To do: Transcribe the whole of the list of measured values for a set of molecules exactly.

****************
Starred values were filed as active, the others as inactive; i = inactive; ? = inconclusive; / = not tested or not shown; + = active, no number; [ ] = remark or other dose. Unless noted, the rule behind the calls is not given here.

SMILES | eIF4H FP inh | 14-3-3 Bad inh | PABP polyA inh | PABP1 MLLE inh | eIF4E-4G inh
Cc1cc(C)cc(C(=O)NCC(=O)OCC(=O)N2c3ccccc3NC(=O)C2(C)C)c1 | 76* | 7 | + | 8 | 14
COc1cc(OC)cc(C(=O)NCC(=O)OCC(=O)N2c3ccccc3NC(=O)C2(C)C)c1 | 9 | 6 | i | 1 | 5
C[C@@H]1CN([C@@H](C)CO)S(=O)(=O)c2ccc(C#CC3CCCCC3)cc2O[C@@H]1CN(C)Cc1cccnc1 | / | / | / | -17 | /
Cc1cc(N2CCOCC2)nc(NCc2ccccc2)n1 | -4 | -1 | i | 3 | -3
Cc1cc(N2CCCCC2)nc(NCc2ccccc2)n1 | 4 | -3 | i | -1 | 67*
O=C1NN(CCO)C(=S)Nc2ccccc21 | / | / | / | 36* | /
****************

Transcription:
Starred values were filed as active, the others as inactive; i = inactive; ? = inconclusive; / = not tested or not shown; + = active, no number; [ ] = remark or other dose. Unless noted, the rule behind the calls is not given here.

SMILES | eIF4H FP inh | 14-3-3 Bad inh | PABP polyA inh | PABP1 MLLE inh | eIF4E-4G inh
Cc1cc(C)cc(C(=O)NCC(=O)OCC(=O)N2c3ccccc3NC(=O)C2(C)C)c1 | 76* | 7 | + | 8 | 14
COc1cc(OC)cc(C(=O)NCC(=O)OCC(=O)N2c3ccccc3NC(=O)C2(C)C)c1 | 9 | 6 | i | 1 | 5
C[C@@H]1CN([C@@H](C)CO)S(=O)(=O)c2ccc(C#CC3CCCCC3)cc2O[C@@H]1CN(C)Cc1cccnc1 | / | / | / | -17 | /
Cc1cc(N2CCOCC2)nc(NCc2ccccc2)n1 | -4 | -1 | i | 3 | -3
Cc1cc(N2CCCCC2)nc(NCc2ccccc2)n1 | 4 | -3 | i | -1 | 67*
O=C1NN(CCO)C(=S)Nc2ccccc21 | / | / | / | 36* | /